One of the great things about attending a writer’s conference is that you hear juicyÂ gossip.Â I myself am worthless as a source of gossip; living up here in Siberia, otherwise known as Maine, I never know anything about anybody. I rely on others to tell me what’s going on.Â While in Chicago, I heard about the travails of a bestselling author who’s under so much stress trying to meet her deadlines that she’s a physical wreck.Â “She says she throws up every morning,” my source said.Â “She’s a nervous wreck because if she doesn’t deliver her manuscript on time, the publisher’s bottom lineÂ suffers.”Â Which means thatÂ people might lose their jobs. SheÂ feels personally responsible for the livelihoods of a whole host of people — editors, publicists, and assistants.
She has become what’s known as a “payroll author.”Â
On the surface, it sounds like a great position to be in.Â Wow, what a power trip to be so valuable to a publishing house that they need your new bookÂ just to balance their budget.Â Â We all want to be needed, right?Â We all want to feel indispensable.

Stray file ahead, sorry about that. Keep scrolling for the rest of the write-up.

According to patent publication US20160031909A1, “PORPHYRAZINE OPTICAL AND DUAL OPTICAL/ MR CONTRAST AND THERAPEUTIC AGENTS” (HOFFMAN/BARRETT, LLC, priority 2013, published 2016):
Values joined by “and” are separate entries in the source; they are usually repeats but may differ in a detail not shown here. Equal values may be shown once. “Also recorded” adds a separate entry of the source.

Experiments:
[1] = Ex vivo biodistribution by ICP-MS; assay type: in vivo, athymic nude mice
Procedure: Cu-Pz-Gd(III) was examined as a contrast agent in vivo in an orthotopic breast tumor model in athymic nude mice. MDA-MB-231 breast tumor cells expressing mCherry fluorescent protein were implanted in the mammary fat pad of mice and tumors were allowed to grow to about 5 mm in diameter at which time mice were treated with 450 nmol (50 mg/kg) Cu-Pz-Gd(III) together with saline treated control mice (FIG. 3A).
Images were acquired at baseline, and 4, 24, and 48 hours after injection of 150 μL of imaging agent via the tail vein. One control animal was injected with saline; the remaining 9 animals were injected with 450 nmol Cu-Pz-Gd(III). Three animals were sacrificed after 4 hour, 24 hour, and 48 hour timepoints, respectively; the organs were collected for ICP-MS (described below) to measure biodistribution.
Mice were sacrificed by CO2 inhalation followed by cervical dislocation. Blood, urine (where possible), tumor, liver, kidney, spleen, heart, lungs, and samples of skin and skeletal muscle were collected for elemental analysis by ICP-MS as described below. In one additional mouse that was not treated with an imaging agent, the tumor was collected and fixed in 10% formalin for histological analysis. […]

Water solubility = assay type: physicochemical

The problem is, this author no longer feels in control of her life.Â She’s a millionaire several times over, she’s got a guaranteed slot on the bestseller list, she has legions of fans, yet she’s so stressed out, so overwhelmed by the responsibility,Â that she spends every morning heaving her guts into the toilet.
Is that the kind of success anyone really wants?
Looking at this author’s career, anyoneÂ might feel a twinge of envy.Â But when you hear what her life is like behind the scenes, when you hear the turmoil she has to go through to earn those multi-millions,Â itÂ reminds you that getting to the top isn’t for sissies.